Brandi Carlile, Logan Venderlic, Kat Edmonson, Ben Taylor and The Trishas will perform Oct. 21 at the West Virginia University Creative Arts Center as part of West Virginia Public Broadcasting’s Mountain Stage with Larry Groce. The concert starts at 7 p.m. Tickets are on sale now and can be purchased at the Mountainlair and Creative Arts Center box offices, online at, or by calling 304-293-SHOW and 800-745-3000.

Brandi Carlile is an American original. Since her 2005 self-titled debut landed her on Rolling Stone’s Top 10 list of artists to watch, she has steadily built a loyal fanbase won over by her critically acclaimed albums and her band’s non-stop touring. Her sophomore album, 2007’s The Story, was produced by T Bone Burnett and elicited praise from Elton John, who appeared on the track Give Up the Ghost, which was produced by Rick Rubin and debuted at No. 26 on The Billboard 200. In 2011 Carlile released her first live album, Live at Benaroya Hal” with the Seattle Symphony. She has toured with such artists as Ray LaMontagne, Dave Matthews Band, The Avett Brothers and Sheryl Crow, and her songs have been heard in Grey’s Anatomy, The Good Wife, American Idol and Parenthood. Her latest release, Bear Creek, reached No. 10 on the Billboard 200 album chart, No. 1 on the Folk Albums chart and No. 3 on the Rock Albums chart.

A West Virginia native and West Virginia University graduate, Logan Venderlic weaves his own brand of modern, indie-infused hooks and applies it to contemporary Appalachian folk, dubbing the creation “Folk Wave.” Venderlic’s self-titled debut long player follows his 2010 breakout, Manic EP, which elicited the quick and telling quip from the likes of The Wall Street Journal: “Tom Petty meets Appalachia.” Venderlic says his new album is “much more full and well-rounded than the EP. There are some big, orchestral drum sounds, some Aretha Franklin-esque ‘shoops,’ and plenty of little mellotron flourishes, all wrapped up into an indie/folky mix.” Initially rebelling in teenhood angst against his “Jerkwater Town,” he began using music as his personal shrink. Venderlic delivers magnetic songs that swing on a temperamental pendulum between the mania of childhood’s purity and the depression of adulthood concession, growing as an individual along with his music and coming to terms in appreciation of his humble upbringing.

Kat Edmonson is a singer-songwriter from Texas whose tiny stature belies a powerful voice. Edmonson makes smart, familiar pop; though steeped in vintage tradition, her style leans left of center. Her biggest strength is her rich vocal control: alternately coy, elegant, and poignant, she often shifts tone effortlessly from one note to another, and she’s not afraid to leave in the occasional touch of gravel in her recordings. She’s performed with Willie Nelson, opened for Smokey Robinson, toured with Boz Scaggs and Lyle Lovett; and headlined the Taichung Jazz Festival in Taiwan. She also recorded Baby It’s Cold Outside with Lovett for his new album. Her 2009 record Take To The Sky is an homage to songwriters. Edmonson says the record questions “what a record actually is, and what popular music is – taking tunes and using them as canvases for self-expression.” On it, Edmonson re-interprets such storied works as Summertime alongside more recent pop gems such as The Cardigans’ Lovefool and The Cure’s Just Like Heaven.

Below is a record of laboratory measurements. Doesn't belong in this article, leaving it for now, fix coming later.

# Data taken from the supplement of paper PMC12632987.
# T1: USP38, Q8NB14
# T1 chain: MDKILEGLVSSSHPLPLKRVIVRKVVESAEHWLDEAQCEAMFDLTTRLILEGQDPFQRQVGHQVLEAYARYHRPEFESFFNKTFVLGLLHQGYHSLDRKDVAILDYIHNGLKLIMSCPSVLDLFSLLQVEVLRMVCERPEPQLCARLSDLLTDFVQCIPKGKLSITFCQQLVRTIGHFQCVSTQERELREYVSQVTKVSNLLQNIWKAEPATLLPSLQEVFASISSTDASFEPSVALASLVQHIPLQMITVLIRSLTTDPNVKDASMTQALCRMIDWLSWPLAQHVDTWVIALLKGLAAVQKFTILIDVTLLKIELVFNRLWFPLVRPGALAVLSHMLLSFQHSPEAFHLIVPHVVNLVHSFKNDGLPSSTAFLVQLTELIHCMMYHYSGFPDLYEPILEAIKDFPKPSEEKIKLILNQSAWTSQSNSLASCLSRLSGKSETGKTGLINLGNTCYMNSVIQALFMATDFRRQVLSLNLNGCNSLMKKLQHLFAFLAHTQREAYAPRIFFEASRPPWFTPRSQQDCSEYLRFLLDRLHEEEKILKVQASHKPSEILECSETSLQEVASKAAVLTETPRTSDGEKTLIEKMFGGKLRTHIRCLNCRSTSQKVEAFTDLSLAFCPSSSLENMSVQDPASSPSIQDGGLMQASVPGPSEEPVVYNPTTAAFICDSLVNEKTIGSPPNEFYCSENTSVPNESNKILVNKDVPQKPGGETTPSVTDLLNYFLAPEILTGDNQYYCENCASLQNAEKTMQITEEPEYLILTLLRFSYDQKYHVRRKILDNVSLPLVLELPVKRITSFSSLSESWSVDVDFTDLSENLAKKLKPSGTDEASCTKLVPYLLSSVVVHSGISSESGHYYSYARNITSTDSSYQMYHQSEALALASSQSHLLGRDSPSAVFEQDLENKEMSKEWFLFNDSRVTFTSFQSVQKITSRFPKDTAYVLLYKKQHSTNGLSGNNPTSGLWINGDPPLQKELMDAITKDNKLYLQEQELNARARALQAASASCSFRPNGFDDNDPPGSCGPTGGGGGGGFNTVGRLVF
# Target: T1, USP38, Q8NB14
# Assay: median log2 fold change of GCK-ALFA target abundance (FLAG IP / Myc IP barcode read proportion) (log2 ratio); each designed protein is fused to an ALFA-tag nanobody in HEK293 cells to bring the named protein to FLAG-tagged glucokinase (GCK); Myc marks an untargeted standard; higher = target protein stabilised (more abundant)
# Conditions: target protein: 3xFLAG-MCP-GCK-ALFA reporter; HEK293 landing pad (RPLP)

Music has always played a central role in Ben Taylor’s life. His wit and skill as a singer-songwriter showcase an artist who is comfortable in both his own skin and with his impressive musical legacy. His releases include debut album Famous Among The Barns (2003), Another Run Around The Sun, (2005) and The Legend of Kung Folk, Part 1 (The Killing Bite) (2008). Highlights from his previous albums include appearances on Good Morning America, The Tonight Show, The CBS Early Show, Last Call with Carson Daly and Howard Stern. Taylor also made his acting debut with a recurring role on NBC’s American Dreams and has appeared in the pages of People magazine, Vogue and even on the cover of Rolling Stone magazine. Taylor’s latest album, Listening, seamlessly merges the sounds and styles of folk, pop, soul, urban, reggae and country/western, running the gamut from sonically spacious acoustic numbers to multi-layered vocals and fresh beats.

The first time The Trishas’ Jamie Wilson (singer-guitarist), Liz Foster (singer/harmonica), Kelley Mickwee (singer-mandolinist) and Savannah Welch (singer-guitarist) ever shared a stage together, something magical happened. Originally supposed to be a one-off gig in tribute to Savannah’s father and famed songwriter Kevin Welch, the group knew they were onto something good. Their comfort level with one another is obvious: they laugh frequently and easily together, and even on tiny stages they smoothly switch among a variety of stringed and percussion instruments, including drums. They change vocal parts – and genres – with equal ease. Wilson characterizes their Americana country-folk sound as “eclectic” and says their latest release, “High, Wide and Handsome” mixing “pretty country and jug-bandy-sounding, to spooky and creepy to kinda rockin’, within 14 songs.”

General admission tickets for the Oct. 21 show are $18 in advance and $23 on the day of the show, and are on sale now at the Mountainlair and CAC box offices, online at and by phone at 304-293-SHOW or 800-745-3000. Tickets may also be purchased at all Ticketmaster outlets, including the Wal Mart in Bridgeport.

This event is presented by WVU Arts & Entertainment. For additional event information, call 304-293-SHOW, or visit Like us on Facebook at and follow us on Twitter at @wvuevents for the most up-to-date show information.



CONTACT: David Ryan; WVU Arts & Entertainment